It’s important to not over-moisturise your skin in the process. Dr Nivedita suggests moisturising your tattoos twice or thrice a day, “The process of moisturising tattooed skin is personal to each individual. It depends on their skin. One person’s skin can dry out faster than others. That’s why the frequency will vary from person to person. The best way to moisturize a tattoo is by doing it in the morning and in the evening. It is also important to apply lotion or ointment post-showering to protect the tattoo from drying out.” And according to Dr Madhuri, the more hydrated the area is, the lesser the itchiness, and the faster the healing.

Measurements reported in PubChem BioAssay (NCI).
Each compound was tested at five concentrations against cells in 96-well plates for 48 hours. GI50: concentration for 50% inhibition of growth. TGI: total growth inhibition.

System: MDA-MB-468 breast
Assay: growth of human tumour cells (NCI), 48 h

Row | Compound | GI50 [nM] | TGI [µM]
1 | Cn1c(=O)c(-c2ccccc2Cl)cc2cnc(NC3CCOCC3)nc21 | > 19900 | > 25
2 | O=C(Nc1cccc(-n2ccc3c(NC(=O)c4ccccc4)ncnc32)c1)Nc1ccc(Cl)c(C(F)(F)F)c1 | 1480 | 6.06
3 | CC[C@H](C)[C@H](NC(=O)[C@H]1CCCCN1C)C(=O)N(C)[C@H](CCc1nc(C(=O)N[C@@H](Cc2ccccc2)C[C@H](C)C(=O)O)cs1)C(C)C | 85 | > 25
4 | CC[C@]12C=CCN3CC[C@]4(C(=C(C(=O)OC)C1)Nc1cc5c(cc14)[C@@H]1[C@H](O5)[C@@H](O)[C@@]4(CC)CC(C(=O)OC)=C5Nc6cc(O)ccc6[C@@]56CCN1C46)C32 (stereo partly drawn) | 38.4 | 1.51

Dr Nivedita suggests using emollients with shea or cocoa butter, as these protect and hydrate the skin but are not as greasy as traditional petroleum-based products; and Dr Madhuri recommends healing ointment provided to you by the tattoo expert.
“Taking care of the tattoo is as important as taking care of any other wound on the body. Wash and clean your tattoo regularly—especially in the first few weeks of getting it. Keep the moisturizing regimen strong, and avoid scratching your tattoo. Keep it clean. Wash your skin daily with a gentle and unscented soap. Drink plenty of water to stay hydrated—and to keep the skin moisturised. After the tattoo has dried, apply a thin layer of any mild, non-fragrant, colourless moisturiser, and gently re-wrap the tattoo with cling film—ensuring that it is not too tight. Follow this procedure three to four times daily for three days—after which you can simply moisturise the tattoo every couple of hours for at least one month,” suggests Dr Nivedita.